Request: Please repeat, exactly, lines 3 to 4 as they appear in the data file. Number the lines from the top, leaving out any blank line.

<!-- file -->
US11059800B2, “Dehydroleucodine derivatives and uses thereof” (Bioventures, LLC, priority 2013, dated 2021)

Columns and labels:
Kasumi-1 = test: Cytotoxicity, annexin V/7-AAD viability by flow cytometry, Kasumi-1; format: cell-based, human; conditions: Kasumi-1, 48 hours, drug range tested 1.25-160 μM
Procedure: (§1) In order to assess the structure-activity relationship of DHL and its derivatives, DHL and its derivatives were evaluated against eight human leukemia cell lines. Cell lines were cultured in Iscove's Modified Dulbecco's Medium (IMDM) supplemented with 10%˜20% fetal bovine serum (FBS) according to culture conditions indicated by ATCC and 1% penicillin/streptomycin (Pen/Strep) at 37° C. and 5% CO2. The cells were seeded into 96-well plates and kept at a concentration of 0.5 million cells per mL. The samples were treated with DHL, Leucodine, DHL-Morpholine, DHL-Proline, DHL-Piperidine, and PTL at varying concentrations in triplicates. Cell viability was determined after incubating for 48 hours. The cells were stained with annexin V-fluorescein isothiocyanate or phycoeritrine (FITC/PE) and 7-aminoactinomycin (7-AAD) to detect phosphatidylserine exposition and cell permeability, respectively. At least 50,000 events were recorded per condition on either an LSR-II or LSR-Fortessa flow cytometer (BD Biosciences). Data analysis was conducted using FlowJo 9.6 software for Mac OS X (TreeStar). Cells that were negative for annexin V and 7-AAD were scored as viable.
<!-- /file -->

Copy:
Kasumi-1 = test: Cytotoxicity, annexin V/7-AAD viability by flow cytometry, Kasumi-1; format: cell-based, human; conditions: Kasumi-1, 48 hours, drug range tested 1.25-160 μM
Procedure: (§1) In order to assess the structure-activity relationship of DHL and its derivatives, DHL and its derivatives were evaluated against eight human leukemia cell lines. Cell lines were cultured in Iscove's Modified Dulbecco's Medium (IMDM) supplemented with 10%˜20% fetal bovine serum (FBS) according to culture conditions indicated by ATCC and 1% penicillin/streptomycin (Pen/Strep) at 37° C. and 5% CO2. The cells were seeded into 96-well plates and kept at a concentration of 0.5 million cells per mL. The samples were treated with DHL, Leucodine, DHL-Morpholine, DHL-Proline, DHL-Piperidine, and PTL at varying concentrations in triplicates. Cell viability was determined after incubating for 48 hours. The cells were stained with annexin V-fluorescein isothiocyanate or phycoeritrine (FITC/PE) and 7-aminoactinomycin (7-AAD) to detect phosphatidylserine exposition and cell permeability, respectively. At least 50,000 events were recorded per condition on either an LSR-II or LSR-Fortessa flow cytometer (BD Biosciences). Data analysis was conducted using FlowJo 9.6 software for Mac OS X (TreeStar). Cells that were negative for annexin V and 7-AAD were scored as viable.